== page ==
(Second viewing, On TV, January 2018) I saw Judge Dredd in theatres back in 1995, accompanied by a good friend who had already seen the movie and was looking forward to my “wow” reaction at the cityscape revealed early in the film. My reaction to it then is pretty much my reaction to it now—the first half of the film has some worthwhile world building before disintegrating in a forgettable Sylvester Stallone action film—and very little of the movie has anything to do with the original Judge Dredd comic book. (But that’s why we got Dredd in 2012.) Another viewing twenty years later highlights the clumsiness of the adaptation attempt—the film isn’t smart enough to execute the satirical vision of the Dredd comic book, so it comes across as silly most of the time. Still, there is some effort here in trying to create a future (as dark and nonsensical as it can be) and it’s that effort that sustains the film during its first act, and then again at the beginning of its third. Otherwise, though, don’t hope for much. Stallone is his humourless self here (not contributing in the slightest in the film’s satirical potential), while Armand Assante does his best as a featureless antagonist and Rob Schneider is intentionally annoying as a sidekick. Diane Lane and Joan Chen aren’t too bad, though, but that’s a relative assessment when the plot has so little use for them beyond the obvious. We now know that the production of the film was troubled by an ongoing argument between Stallone and director Danny Cannon, each of them pulling in a different direction. The result, sadly, is still with us—worth a look for some of the production values, but definitely not as a cohesive science-fiction film and even less so as a Dredd adaptation.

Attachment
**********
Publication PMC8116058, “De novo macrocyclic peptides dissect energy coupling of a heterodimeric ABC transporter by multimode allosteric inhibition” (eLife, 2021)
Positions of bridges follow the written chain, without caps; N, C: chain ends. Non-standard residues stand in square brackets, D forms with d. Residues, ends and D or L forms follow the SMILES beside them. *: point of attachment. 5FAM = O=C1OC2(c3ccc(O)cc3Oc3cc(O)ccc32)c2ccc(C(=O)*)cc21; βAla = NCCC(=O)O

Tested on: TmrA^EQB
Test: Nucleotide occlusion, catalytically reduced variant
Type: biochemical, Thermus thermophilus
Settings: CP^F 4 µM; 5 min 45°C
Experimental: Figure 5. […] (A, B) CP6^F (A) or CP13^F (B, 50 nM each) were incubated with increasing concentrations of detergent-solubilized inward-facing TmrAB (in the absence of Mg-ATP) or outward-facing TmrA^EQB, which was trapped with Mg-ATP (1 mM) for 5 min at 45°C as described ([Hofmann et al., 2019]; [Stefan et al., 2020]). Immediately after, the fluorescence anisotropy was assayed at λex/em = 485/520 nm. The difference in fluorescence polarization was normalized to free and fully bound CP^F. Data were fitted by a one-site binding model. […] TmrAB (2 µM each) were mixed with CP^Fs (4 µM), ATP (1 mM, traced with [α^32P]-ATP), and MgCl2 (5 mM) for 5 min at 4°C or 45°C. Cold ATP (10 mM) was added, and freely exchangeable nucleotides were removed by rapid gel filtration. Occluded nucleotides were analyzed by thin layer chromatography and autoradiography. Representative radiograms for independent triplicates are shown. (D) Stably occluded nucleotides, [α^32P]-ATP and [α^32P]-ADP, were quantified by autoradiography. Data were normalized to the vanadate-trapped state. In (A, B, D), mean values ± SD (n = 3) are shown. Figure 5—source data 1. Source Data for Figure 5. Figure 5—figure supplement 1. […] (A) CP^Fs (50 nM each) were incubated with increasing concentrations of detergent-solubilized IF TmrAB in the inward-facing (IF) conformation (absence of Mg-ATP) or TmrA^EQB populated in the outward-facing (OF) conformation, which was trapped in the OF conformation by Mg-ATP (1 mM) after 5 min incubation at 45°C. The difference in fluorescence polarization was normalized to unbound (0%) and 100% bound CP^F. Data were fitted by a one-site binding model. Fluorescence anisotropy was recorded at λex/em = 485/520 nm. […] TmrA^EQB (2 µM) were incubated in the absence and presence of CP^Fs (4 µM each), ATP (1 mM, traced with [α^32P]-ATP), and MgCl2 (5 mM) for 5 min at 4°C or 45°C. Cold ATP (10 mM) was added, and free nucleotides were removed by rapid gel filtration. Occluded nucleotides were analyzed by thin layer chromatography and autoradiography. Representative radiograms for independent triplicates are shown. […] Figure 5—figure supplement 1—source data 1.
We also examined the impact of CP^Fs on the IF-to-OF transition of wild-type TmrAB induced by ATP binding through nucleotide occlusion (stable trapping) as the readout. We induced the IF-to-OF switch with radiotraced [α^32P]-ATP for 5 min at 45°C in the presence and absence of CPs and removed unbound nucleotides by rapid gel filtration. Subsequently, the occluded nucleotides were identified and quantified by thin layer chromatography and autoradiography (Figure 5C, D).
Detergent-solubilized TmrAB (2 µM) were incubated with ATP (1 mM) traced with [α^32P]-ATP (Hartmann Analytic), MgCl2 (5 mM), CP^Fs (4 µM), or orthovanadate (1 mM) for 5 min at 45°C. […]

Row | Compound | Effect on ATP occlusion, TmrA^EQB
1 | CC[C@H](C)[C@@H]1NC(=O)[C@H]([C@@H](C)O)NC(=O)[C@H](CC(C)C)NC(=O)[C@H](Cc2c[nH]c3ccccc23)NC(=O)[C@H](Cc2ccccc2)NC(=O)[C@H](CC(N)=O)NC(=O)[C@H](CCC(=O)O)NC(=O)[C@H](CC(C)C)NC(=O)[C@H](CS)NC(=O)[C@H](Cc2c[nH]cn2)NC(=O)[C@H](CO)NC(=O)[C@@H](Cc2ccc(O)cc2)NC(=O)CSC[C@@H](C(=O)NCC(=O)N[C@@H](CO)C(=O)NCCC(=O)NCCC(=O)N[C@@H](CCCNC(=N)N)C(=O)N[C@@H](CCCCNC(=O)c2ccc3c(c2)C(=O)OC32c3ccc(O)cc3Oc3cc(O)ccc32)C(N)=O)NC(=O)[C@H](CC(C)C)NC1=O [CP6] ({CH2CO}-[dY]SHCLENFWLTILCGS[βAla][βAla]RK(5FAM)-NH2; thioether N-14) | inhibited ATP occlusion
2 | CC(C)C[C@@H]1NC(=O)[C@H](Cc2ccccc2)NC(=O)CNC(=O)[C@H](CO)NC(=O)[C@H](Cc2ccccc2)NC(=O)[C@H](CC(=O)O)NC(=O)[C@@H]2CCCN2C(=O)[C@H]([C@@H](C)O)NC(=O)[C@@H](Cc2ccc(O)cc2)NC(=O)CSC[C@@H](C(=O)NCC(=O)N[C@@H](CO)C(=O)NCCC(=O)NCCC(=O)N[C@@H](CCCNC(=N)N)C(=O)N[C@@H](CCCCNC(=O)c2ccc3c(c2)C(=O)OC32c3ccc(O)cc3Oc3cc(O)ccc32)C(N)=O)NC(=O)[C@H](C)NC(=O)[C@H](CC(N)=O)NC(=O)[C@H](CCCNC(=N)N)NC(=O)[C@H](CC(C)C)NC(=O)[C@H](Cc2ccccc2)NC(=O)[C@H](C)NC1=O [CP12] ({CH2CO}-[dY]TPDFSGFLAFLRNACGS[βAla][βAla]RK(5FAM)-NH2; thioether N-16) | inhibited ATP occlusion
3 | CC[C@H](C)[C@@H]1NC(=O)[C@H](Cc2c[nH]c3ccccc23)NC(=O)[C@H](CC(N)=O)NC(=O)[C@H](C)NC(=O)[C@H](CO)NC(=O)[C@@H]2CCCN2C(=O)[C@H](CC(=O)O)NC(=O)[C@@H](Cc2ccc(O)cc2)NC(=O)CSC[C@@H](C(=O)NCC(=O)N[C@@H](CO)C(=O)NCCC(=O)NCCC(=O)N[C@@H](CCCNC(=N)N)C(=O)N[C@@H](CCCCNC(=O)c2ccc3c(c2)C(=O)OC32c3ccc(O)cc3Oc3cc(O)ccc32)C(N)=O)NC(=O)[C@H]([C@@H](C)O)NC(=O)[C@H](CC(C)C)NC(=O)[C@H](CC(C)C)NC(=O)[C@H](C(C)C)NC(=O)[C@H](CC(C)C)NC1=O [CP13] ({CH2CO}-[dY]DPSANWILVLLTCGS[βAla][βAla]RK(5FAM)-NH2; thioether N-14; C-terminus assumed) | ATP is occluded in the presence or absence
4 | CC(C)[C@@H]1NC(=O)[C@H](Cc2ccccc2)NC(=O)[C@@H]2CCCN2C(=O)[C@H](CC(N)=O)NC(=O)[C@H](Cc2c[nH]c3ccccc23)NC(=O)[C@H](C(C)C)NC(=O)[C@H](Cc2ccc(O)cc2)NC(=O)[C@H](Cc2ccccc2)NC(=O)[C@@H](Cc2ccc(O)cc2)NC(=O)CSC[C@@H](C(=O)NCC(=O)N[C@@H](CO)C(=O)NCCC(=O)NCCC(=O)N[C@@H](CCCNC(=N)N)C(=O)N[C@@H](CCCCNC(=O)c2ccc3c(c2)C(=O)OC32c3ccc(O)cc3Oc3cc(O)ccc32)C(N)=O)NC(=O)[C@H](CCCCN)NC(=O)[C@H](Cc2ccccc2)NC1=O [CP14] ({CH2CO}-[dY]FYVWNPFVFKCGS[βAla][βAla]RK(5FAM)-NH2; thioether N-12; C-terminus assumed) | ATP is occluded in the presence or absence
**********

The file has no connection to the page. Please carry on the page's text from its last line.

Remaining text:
(In French, On TV, July 2017) I was originally tempted to launch this review by comparing Private Benjamin to the 1981 Bill Murray comedy Stripes, but it’s a comparison that only goes so far: While both movies follow a similar structure in transforming their protagonist from a civilian zero to a military hero, they do look at the same subject from very different perspectives. While Stripes is more of a goofy slob-power fantasy, Private Benjamin is largely about the self-empowerment of a young woman cast adrift. And that carries an entirely different tone, much like the fact of this being a female-led film does lend it a distinctive comic flavour. It does work … but much of the impact of the comedy seems blunted by the intention to have it mean something more. Behind the laughs, and to the conclusion of the movie, Private Benjamin is about tough choices that may or may not lend themselves to giggly laughs. As such, there’s a tension at the heart of the film between Goldie Hawn’s more overtly comic moments (“the army with the condos and the private rooms!”) and its more serious intention of resisting male domination. (But then again this is a movie about a woman whose husband dies on top of her on their wedding night.) It works, but it doesn’t quite click. Some of the material in the beginning is audacious; some of the material in the middle is funny; some of the material at the end is depressing. Hawn herself is great, and she’s supported by a good cast that has an early appearance by Armand Assante. This is one of the rare cases when a remake may be interesting—Most of the themes remain contemporary, and I’m not sure that nearly forty years have changed much in the way women are integrated in US military forces.